In the R function, rnbinom, one of the parameters is the dispersion or shape parameter. This can be parameterized as theta or alpha, depending on how the model is written. I can't tell from ?rnbinom what its asking for. Anyone have an idea?

EDIT: I've run a simple negative binomial regression model, and want to use the model parameters to produce the theoretical distribution for simulation work. I'm not exactly sure how to use the dispersion parameter. Here's the output from R:


glm.nb(formula = exit ~ 1 + offset(log(stock)), data = dt, init.theta = 5.855047422, 
    link = log)

Deviance Residuals: 
     Min        1Q    Median        3Q       Max  
-2.83778  -0.86369   0.00863   0.62604   1.80784  

            Estimate Std. Error z value Pr(>|z|)    
(Intercept)   -3.689      0.029  -127.2   <2e-16 ***
Signif. codes:  0 ‘***’ 0.001 ‘**’ 0.01 ‘*’ 0.05 ‘.’ 0.1 ‘ ’ 1

(Dispersion parameter for Negative Binomial(5.855) family taken to be 1)

    Null deviance: 218.61  on 211  degrees of freedom
Residual deviance: 218.61  on 211  degrees of freedom
AIC: 2297.5

Number of Fisher Scoring iterations: 1

              Theta:  5.855 
          Std. Err.:  0.582 

 2 x log-likelihood:  -2293.500 

I will use rnbinom to model the distribution, taking as parameters:


My question is if I'm parametrizing the size parameter appropriately. Should it be 5.855, or 1/5.855? I more or less understand the different parametrizations of the model, as either $\theta$ (or $r$) or $\alpha$, and from here I know glm.nb is reporting $\theta$. I'm not exactly sure what rnbinom is looking for with its size parameter - am I correct in assuming it is $\theta$, and my code here correct (size=5.855).


The documentation calls it "size":

size   target for number of successful trials, or dispersion parameter (the shape parameter of the gamma mixing distribution). Must be strictly positive, need not be integer.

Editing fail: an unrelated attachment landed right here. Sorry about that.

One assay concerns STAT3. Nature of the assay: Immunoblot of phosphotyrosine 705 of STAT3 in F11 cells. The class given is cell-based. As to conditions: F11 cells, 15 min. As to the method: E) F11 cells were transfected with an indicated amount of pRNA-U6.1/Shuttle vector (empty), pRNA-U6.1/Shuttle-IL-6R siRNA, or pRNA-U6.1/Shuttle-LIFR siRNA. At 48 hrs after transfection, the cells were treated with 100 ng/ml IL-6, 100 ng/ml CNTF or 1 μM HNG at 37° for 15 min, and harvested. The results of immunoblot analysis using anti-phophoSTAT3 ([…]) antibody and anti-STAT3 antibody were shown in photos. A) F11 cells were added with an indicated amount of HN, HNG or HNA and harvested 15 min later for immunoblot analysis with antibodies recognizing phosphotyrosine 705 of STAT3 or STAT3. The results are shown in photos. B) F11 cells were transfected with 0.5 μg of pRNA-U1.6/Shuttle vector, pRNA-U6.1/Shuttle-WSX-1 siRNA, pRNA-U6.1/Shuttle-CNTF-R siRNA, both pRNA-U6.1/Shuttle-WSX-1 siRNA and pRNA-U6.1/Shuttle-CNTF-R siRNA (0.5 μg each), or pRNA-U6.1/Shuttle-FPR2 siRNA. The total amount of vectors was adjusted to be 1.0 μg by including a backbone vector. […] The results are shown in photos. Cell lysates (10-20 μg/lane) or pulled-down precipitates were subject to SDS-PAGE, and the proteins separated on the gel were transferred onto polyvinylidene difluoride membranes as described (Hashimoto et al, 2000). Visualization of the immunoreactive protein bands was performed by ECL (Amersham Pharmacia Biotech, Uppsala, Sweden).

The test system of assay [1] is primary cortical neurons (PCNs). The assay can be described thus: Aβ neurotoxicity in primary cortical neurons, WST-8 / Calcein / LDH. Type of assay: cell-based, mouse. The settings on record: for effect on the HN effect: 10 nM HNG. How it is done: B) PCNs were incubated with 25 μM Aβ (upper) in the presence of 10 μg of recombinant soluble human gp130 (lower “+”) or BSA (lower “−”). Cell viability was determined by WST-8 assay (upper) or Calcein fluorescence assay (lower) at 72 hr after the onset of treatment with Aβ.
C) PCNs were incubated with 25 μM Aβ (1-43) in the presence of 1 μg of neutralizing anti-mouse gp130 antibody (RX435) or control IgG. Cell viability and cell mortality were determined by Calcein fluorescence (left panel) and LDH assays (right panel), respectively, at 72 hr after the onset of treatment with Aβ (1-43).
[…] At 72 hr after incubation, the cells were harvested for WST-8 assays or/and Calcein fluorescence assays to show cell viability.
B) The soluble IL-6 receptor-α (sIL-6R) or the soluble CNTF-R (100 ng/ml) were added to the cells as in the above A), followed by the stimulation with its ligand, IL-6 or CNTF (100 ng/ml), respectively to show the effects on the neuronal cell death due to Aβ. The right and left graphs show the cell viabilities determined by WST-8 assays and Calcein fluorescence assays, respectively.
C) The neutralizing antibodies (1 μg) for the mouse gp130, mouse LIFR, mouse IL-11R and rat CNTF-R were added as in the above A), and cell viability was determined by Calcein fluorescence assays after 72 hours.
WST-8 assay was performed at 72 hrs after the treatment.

That is the simplest way to understand it. The negative binomial distribution is typically understood as:

a discrete probability distribution of the number of successes in a sequence of independent and identically distributed Bernoulli trials before a specified (non-random) number of failures (denoted r) occurs.

In other words, when performing a series of coin flips, you could count how many tails you got before you got $r$ heads, with a coin that has a $p$ probability of heads.

  • 1
    $\begingroup$ also useful, possibly worth linking in your answer: stats.stackexchange.com/questions/6728/… ; my answer there explains one interpretation of non-integer shape parameters ... this question might be a dupe, it depends how narrowly you interpret it ... $\endgroup$ – Ben Bolker Nov 3 '16 at 0:02
  • $\begingroup$ To clarify my Q, I've got a regression model using glm.nb, and want to use the parameters from the model to draw from the negative binomial distribution. glm.nb produces theta - my understanding is the reciprocal of this is alpha (e.g. that's what Stata's nbreg outputs). I'm wondering if I want to use rnbinom to simulate what the theoretical distribution would be based on the empirical parameters, am I using size=theta or size=1/theta? From the wikipedia page it looks like they are saying that r=1/alpha, which would be r=theta. $\endgroup$ – robin.datadrivers Nov 7 '16 at 21:56
  • $\begingroup$ That's a long way from what your wrote in the question, @robin.datadrivers (& I'm not sure if it's an on topic statistical question or an off topic R coding question). Why don't you edit your question to state what you're working with & what you want to do. Eg, you could paste in the output from your NB regression model & show the rnbinom() call you are trying. $\endgroup$ – gung - Reinstate Monica Nov 7 '16 at 22:04

I have recently just had trouble with this question, and as I found no concrete answer on the edit of the original post I will share my findings.

The glm.nb function estimates a dispersion parameter, labelled $\theta$. This is often called the size parameter and notated by $r$, as shown in the Negative Binomial Wikipedia article.

The rnbinom function (with documentation) takes prob and size as parameters, or alternatively mu and size, where mu is calculated by prob = size/(size+mu).

Therefore the post is correct in its assumption that you want:

x <- rnbinom(nrow(dt), size=5.855, mu=1/exp(-3.689))

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